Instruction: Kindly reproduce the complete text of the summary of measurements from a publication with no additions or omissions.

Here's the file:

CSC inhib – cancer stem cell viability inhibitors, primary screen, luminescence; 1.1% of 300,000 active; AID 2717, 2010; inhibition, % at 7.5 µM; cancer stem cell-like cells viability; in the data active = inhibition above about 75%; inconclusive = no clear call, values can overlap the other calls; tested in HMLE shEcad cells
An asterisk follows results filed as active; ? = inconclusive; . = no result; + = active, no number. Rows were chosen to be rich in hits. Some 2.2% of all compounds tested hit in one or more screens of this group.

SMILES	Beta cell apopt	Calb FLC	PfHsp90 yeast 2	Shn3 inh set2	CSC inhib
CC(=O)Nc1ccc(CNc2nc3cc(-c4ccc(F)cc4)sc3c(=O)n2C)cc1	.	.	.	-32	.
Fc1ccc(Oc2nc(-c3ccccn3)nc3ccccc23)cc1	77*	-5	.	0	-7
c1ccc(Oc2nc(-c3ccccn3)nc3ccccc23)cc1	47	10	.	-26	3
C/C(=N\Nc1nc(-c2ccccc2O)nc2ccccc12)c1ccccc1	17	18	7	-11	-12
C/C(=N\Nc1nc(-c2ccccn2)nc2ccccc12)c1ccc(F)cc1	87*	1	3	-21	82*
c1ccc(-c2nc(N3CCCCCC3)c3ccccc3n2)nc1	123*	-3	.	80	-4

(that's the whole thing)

CSC inhib – cancer stem cell viability inhibitors, primary screen, luminescence; 1.1% of 300,000 active; AID 2717, 2010; inhibition, % at 7.5 µM; cancer stem cell-like cells viability; in the data active = inhibition above about 75%; inconclusive = no clear call, values can overlap the other calls; tested in HMLE shEcad cells
An asterisk follows results filed as active; ? = inconclusive; . = no result; + = active, no number. Rows were chosen to be rich in hits. Some 2.2% of all compounds tested hit in one or more screens of this group.

SMILES	Beta cell apopt	Calb FLC	PfHsp90 yeast 2	Shn3 inh set2	CSC inhib
CC(=O)Nc1ccc(CNc2nc3cc(-c4ccc(F)cc4)sc3c(=O)n2C)cc1	.	.	.	-32	.
Fc1ccc(Oc2nc(-c3ccccn3)nc3ccccc23)cc1	77*	-5	.	0	-7
c1ccc(Oc2nc(-c3ccccn3)nc3ccccc23)cc1	47	10	.	-26	3
C/C(=N\Nc1nc(-c2ccccc2O)nc2ccccc12)c1ccccc1	17	18	7	-11	-12
C/C(=N\Nc1nc(-c2ccccn2)nc2ccccc12)c1ccc(F)cc1	87*	1	3	-21	82*
c1ccc(-c2nc(N3CCCCCC3)c3ccccc3n2)nc1	123*	-3	.	80	-4